The Modality Editor in Zukor’s Grind allows the clinician to create and/or edit additional modalities to be used with Zukor’s Grind, which can be saved and accessed later.
The Modality Editor is not a substitute for the modality settings in the clinician’s feedback system software, but rather a way for the clinician to tell the game how to react to the clinical settings.
Secondary Gameplay Actions
In addition to the three events driving the primary gameplay actions in Zukor’s Grind, the clinician can use up to 12 secondary gameplay actions.
There are 16 visual effects from which to choose for each secondary gameplay action that are applied to the skater, such as bubbles or flames coming out of the skateboard, a colored spotlight on the skater, etc. Each secondary action can be defined as either discrete or proportional.
Auditory Feedback Options
Clinicians can select from a broad array of high-quality sounds from both music instruments and synthetic sources, including MIDI.
The feedback sound’s delay intervals can be set in milliseconds. The auditory feedback sound’s volume can be adjusted separately from the game’s environmental sounds.
There is also an option for “feedback based volume” so the volume of the sound depends on how well criteria is being met.
Speed Change Rate Variable
This advanced setting allows clinicians to adjust how dramatically the character responds to changes in EEG or biometric data which can be very useful for certain treatment protocols. The clinician is able to easily change the variable in the gameplay dynamics algorithm which controls the “rate of speed change” of the character. It does not change how “fast” the character responds, but how “much.” Likewise, it also does not change the delay of the speed change because the character always responds instantly to changes in EEG or biometric data. However, the perception will be that if the Speed Change Rate is “more” that the character is responding quicker.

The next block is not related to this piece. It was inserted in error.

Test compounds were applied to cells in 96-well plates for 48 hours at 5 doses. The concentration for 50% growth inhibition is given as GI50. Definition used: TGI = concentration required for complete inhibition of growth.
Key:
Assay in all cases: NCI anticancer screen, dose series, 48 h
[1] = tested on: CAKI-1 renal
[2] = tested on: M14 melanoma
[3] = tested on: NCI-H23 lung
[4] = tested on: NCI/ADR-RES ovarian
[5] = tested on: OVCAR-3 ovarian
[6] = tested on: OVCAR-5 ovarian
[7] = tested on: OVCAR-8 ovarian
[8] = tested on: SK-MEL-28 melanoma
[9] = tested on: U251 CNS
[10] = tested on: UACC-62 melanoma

Patient Retention Features
The clinician can choose from human and non-human characters. There is a teenage boy, named Biff, and a teenage girl, named Buffy. The non-human characters are labeled as Bonus Characters but the clinician can enable them at any time. These characters are a great way to reward a patient for reaching certain treatment goals.
The Bonus Characters can be hidden on the Characters page so they are not visible as an option until the clinician is ready to reveal them to the patient.
Camera Angle Options
Clinicians can change the patient’s viewpoint relative to the game’s character from Normal (3rd person behind the character), Reverse (facing the character in front of them) or Overhead (following the character directly above them) to add variety to the patient feedback experience.
Patients are awarded points for making reward waves, plus bonus points for doing skateboarding tricks. The Scores screen offers the patient and clinician a summary of points and progress from period to period and session to session.
The Scores screen data for the current or past sessions can be saved as a “screen grab” graphic file which can be printed and as a Excel spreadsheet.